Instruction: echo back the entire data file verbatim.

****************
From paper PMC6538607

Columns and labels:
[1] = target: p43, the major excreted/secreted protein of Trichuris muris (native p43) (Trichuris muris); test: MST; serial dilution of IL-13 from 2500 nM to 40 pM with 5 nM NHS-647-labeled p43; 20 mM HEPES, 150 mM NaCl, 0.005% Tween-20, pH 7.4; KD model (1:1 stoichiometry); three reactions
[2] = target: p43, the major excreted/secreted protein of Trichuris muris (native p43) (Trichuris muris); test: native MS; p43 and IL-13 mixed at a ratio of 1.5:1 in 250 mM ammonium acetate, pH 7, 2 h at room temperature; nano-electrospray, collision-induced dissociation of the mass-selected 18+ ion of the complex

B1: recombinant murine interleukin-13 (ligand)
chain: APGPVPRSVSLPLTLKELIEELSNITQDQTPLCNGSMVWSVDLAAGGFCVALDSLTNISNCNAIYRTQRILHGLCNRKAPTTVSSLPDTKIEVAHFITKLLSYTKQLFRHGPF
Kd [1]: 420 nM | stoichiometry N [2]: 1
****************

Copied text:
From paper PMC6538607

Columns and labels:
[1] = target: p43, the major excreted/secreted protein of Trichuris muris (native p43) (Trichuris muris); test: MST; serial dilution of IL-13 from 2500 nM to 40 pM with 5 nM NHS-647-labeled p43; 20 mM HEPES, 150 mM NaCl, 0.005% Tween-20, pH 7.4; KD model (1:1 stoichiometry); three reactions
[2] = target: p43, the major excreted/secreted protein of Trichuris muris (native p43) (Trichuris muris); test: native MS; p43 and IL-13 mixed at a ratio of 1.5:1 in 250 mM ammonium acetate, pH 7, 2 h at room temperature; nano-electrospray, collision-induced dissociation of the mass-selected 18+ ion of the complex

B1: recombinant murine interleukin-13 (ligand)
chain: APGPVPRSVSLPLTLKELIEELSNITQDQTPLCNGSMVWSVDLAAGGFCVALDSLTNISNCNAIYRTQRILHGLCNRKAPTTVSSLPDTKIEVAHFITKLLSYTKQLFRHGPF
Kd [1]: 420 nM | stoichiometry N [2]: 1